Another detail Greenberg fails to mention, and that contemporary painters highly dislike to discuss, is how painting has been affected by the invention of photography in the early 19th century. Contrary to Greenberg’s writings, according to which painting is merely trying to survive by imitating the dominant forms of art, there is a much more pragmatic explanation on why the avant-garde desired to distance art from representation, and that is the fact that its patrons did not need it in the way they used to anymore.
In John Berger’s Ways of Seeing lies an uncomfortable truth: that of how painting and the arts as a whole were (and still are) subject to the whims and desires of its patrons, those who wish to fund the artist’s endeavors. Before the invention of photography, the role of the painter when hired to create a portrait was to some extent similar to that of a smartphone camera: capturing the subject along with a number of their belongings: animals, furniture, food, lands and clothing, very much like the oh-so-dreaded self-portraits of millenials in the context of capitalism. The introduction of photography dramatically changed the wealthy individuals’ need for paintings and painters. Its affordability and ease of use rendered a significant part of the activities that produced their income redundant, forcing visual artists to turn to experimentation and seek new potential to their medium in order for it to survive. Whether it is a popular opinion or not, it is solid fact; painting started distancing itself from rigid representation only after there was no need for it. In fact, it could be suggested that photography set painting free of its confinement to its commissioners, leading to movements such as impressionism and fauvism, and the inhumane absurdity of the industrial revolution and modern society came to be the stimuli that encouraged and inspired futurism, suprematism and dada.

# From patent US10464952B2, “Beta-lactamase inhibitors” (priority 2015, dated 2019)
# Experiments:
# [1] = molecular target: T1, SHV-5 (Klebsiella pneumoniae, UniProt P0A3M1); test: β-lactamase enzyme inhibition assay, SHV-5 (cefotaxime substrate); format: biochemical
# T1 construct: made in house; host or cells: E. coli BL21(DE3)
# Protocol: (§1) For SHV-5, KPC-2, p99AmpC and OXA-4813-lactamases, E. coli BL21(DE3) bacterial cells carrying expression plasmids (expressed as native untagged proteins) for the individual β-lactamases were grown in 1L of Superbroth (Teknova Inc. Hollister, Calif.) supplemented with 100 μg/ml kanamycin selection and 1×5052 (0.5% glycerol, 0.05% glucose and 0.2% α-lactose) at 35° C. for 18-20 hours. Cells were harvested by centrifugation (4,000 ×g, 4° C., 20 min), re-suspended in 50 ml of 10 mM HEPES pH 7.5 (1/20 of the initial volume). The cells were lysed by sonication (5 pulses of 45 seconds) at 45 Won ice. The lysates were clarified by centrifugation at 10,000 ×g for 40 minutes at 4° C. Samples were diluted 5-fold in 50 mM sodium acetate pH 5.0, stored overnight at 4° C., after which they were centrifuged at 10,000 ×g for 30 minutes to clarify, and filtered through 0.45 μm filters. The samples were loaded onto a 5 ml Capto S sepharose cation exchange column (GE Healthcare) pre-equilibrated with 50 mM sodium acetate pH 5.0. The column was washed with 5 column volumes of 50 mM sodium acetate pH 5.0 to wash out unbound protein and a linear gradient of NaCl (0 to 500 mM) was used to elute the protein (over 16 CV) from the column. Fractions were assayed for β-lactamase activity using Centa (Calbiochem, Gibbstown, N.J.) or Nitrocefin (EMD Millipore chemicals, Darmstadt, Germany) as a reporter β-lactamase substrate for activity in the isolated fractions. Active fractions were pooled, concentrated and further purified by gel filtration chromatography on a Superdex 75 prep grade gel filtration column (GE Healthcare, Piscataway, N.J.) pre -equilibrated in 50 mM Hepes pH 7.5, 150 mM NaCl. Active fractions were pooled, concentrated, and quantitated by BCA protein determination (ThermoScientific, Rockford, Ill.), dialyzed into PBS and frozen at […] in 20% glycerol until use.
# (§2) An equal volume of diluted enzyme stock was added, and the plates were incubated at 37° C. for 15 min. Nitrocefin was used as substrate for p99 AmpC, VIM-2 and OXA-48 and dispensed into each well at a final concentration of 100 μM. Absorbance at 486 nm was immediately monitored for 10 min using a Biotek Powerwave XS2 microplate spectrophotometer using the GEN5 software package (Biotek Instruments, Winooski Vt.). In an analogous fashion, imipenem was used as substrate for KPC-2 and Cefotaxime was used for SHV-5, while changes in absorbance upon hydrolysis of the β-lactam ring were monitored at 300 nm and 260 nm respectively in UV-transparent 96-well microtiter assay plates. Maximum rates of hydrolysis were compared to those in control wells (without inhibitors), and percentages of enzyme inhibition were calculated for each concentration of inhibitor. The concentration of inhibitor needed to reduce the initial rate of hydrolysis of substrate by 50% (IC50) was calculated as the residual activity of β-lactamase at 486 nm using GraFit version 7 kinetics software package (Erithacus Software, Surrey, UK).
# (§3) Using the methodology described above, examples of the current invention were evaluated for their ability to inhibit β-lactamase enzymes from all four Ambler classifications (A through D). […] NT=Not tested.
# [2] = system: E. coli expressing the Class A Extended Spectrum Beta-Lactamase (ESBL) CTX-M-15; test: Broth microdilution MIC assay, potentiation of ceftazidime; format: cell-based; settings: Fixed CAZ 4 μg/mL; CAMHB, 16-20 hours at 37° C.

Now, if you happen to be an art student still forced to read Greenberg over fifty years after his opinions were proven to be blatantly wrong, you may wonder: is there a point to this? I hate to say it, but yes, there is. Apart from the fact that, in spite of his mistakes, he managed to elevate art theory and criticism to a respectable level, for a student, exposure to the mannerisms and ideals of the past is important not only in art but in every single field of study. The findings and opinions of our predecessors are essential tools and valuable knowledge that contemporary researchers and artists can use in order to be educated, informed and inspired to create, without repeating the mistakes of the past. Creativity and knowledge are derivative, and without trial and error there can be little progress.
Babbitt, I. (1910). The New Laokoon: An Essay on the Confusion of the Arts. New York: Houghton Mifflin.
Efland, A. (1990). A history of art education. New York [u.a.]: Teachers College Press.
Greenberg, C. (1940). Towards a Newer Laocoon. Partisan Review, VII (no. 4), pp.296, 310.
Jones, J. (2011). Clement Greenberg: the art critic who refuses to flatline. [online] The Guardian. Available at: https://www.theguardian.com/artanddesign/jonathanjonesblog/2011/mar/11/clement-greenberg-art-critic [Accessed 20 Jul. 2017].
Mathis, M. (2014). Clement Greenberg. [online] Mileswmathis.com. Available at: http://mileswmathis.com/gberg.html [Accessed 20 Jul. 2017].
Rockmore, T. (2015). Art and truth after Plato. Chicago [u.a.]: Univ. of Chicago Press.
The Art Story. (2017). Clement Greenberg. [online] Available at: http://www.theartstory.org/critic-greenberg-clement.htm [Accessed 20 Jul. 2017].
The Art Story. (2017). Rosalind Krauss. [online] Available at: http://www.theartstory.org/critic-krauss-rosalind.htm [Accessed 20 Jul. 2017].